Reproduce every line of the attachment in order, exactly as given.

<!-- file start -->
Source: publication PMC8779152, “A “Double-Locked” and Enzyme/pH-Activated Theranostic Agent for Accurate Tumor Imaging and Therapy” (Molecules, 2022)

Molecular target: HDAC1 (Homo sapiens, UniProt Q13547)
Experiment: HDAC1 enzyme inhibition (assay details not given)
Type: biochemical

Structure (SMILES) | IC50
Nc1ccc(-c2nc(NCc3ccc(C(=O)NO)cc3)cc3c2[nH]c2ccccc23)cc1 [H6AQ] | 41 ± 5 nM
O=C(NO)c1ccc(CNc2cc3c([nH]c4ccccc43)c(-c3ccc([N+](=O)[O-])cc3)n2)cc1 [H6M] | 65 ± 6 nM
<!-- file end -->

Source: publication PMC8779152, “A “Double-Locked” and Enzyme/pH-Activated Theranostic Agent for Accurate Tumor Imaging and Therapy” (Molecules, 2022)

Molecular target: HDAC1 (Homo sapiens, UniProt Q13547)
Experiment: HDAC1 enzyme inhibition (assay details not given)
Type: biochemical

Structure (SMILES) | IC50
Nc1ccc(-c2nc(NCc3ccc(C(=O)NO)cc3)cc3c2[nH]c2ccccc23)cc1 [H6AQ] | 41 ± 5 nM
O=C(NO)c1ccc(CNc2cc3c([nH]c4ccccc43)c(-c3ccc([N+](=O)[O-])cc3)n2)cc1 [H6M] | 65 ± 6 nM